Reflecting on the vast disparity between the public outpouring of grief in the US for the lives lost in the attacks of 11 September 2001, and the lack of interest in the hundreds of thousands of civilians who subsequently died as a result of the US ‘War on Terror’, Judith Butler has observed that not all lives are regarded as grievable. Some lost lives are not publicly mourned because they are not seen “as worthy of protection, as belonging to subjects with rights that ought to be honored”. Calls to remember transatlantic slavery as an African holocaust are, at one level, calls for its victims to be brought into the fold of the grievable. This is not a competition to win a share of a finite quantity of grief, but an assertion of belonging to humankind. No community loses out by its endorsement. In fact, some might argue that it is the poster’s reproduction of the image of Gordon that raises the more difficult ethical questions.

Memory, Bodies and Subjects

Gordon’s back, upon which the violence and suffering of slavery was so inescapably visible, became an iconic anti-slavery image. Yet Gordon was much more than his bodily surface. He was a man who managed to escape the plantation, outwit the slave patrols and bloodhounds that hunted him, and reach the safety of the Union encampment at Baton Rouge. He subsequently joined the Union States Colored Troops and fought in the Civil War. But his courage, ingenuity, and political commitment are not what he is remembered for.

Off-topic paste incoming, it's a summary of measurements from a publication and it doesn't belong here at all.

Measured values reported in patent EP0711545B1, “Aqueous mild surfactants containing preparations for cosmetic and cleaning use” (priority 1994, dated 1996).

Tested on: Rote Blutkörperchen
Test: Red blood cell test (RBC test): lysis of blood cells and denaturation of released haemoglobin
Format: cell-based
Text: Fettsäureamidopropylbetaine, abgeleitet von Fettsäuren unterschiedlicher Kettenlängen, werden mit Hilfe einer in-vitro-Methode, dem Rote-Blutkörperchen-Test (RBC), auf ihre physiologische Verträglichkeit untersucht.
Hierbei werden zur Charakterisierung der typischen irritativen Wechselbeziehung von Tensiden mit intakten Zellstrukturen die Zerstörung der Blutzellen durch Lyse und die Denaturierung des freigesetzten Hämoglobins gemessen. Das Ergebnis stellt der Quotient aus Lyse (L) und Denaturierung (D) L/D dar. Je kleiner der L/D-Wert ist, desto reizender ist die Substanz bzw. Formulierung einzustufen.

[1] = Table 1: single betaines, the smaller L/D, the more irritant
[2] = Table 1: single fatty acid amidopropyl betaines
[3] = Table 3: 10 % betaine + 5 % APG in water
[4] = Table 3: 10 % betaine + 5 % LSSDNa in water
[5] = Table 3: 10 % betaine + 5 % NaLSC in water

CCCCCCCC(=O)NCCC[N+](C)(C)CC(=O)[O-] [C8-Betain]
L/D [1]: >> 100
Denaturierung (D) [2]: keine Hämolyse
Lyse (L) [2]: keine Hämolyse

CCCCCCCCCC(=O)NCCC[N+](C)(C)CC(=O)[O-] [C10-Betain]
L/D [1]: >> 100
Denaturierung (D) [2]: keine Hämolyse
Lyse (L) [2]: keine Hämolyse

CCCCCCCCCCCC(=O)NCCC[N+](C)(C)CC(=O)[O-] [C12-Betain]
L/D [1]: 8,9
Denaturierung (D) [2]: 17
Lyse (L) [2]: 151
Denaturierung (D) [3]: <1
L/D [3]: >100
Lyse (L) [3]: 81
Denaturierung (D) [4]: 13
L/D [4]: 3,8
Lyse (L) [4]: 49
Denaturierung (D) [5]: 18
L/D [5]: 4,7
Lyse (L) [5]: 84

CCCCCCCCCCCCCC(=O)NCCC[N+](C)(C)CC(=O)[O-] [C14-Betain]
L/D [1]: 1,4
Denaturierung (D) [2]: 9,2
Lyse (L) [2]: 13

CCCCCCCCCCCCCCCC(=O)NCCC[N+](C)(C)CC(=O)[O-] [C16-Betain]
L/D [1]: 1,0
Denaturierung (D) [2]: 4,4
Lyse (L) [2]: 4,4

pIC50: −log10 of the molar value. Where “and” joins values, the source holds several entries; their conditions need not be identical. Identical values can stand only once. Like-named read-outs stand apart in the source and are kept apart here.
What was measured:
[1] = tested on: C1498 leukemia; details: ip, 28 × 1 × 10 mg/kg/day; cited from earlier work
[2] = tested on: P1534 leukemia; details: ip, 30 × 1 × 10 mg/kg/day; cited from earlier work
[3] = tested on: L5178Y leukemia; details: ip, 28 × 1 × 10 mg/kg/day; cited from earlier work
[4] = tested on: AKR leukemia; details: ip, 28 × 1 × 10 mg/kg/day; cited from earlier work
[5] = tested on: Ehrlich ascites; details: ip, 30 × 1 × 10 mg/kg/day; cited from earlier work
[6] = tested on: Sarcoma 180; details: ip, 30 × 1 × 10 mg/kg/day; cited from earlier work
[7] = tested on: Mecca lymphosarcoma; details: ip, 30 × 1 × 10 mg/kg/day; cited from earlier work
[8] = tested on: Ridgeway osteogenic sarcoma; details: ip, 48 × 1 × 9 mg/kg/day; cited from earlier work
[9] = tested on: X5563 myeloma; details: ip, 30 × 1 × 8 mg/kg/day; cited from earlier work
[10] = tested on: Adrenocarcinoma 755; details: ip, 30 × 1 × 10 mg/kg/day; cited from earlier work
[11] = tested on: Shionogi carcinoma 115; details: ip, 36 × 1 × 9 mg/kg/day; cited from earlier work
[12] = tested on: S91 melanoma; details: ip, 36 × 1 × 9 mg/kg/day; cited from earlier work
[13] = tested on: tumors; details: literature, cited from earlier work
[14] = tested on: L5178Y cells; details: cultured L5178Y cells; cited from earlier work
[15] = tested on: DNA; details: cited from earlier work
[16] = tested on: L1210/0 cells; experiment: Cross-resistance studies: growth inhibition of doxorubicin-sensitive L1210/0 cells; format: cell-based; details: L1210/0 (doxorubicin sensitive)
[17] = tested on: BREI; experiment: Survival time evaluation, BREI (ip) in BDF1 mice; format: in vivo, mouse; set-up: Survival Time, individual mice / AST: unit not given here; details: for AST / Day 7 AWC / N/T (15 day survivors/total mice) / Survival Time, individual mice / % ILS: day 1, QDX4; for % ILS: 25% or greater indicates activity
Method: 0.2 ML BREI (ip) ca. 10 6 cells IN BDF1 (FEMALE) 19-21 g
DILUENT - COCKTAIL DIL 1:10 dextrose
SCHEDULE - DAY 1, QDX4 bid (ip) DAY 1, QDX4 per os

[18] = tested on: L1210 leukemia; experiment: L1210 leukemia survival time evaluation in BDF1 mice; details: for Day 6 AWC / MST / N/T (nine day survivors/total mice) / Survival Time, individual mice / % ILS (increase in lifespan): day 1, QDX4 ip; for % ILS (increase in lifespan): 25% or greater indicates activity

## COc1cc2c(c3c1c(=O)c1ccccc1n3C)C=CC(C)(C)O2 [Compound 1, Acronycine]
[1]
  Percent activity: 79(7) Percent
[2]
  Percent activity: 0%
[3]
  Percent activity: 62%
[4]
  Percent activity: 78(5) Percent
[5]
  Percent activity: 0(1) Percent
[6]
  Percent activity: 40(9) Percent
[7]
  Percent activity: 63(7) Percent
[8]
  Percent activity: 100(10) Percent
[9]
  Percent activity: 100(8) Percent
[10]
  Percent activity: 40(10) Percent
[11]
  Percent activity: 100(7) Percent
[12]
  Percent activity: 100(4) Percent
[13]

It is true that were we to remember only the bravery of the individuals who escaped, rebelled, and resisted slavery, we would risk minimising the overwhelming structural violence of slavery as an institution, as well as overlooking the quiet courage of the women, men and children who, against such appalling odds, made their lives as best they could within its confines. Yet what kind of memory is invited by a photo that focuses attention on Gordon as a suffering body (the image is sometimes even referred to as ‘the scourged back’)? In the context of the racism that insists on seeing white people as individuals, while reducing Others to mere bodies bearing a racialised category, this image can make people uncomfortable not because they want to deny transatlantic slavery’s mass destruction of African lives, but because they do not want be complicit in the kind of voyeuristic gaze so eloquently interrogated in Susan Sontag’s book, Regarding the Pain of Others.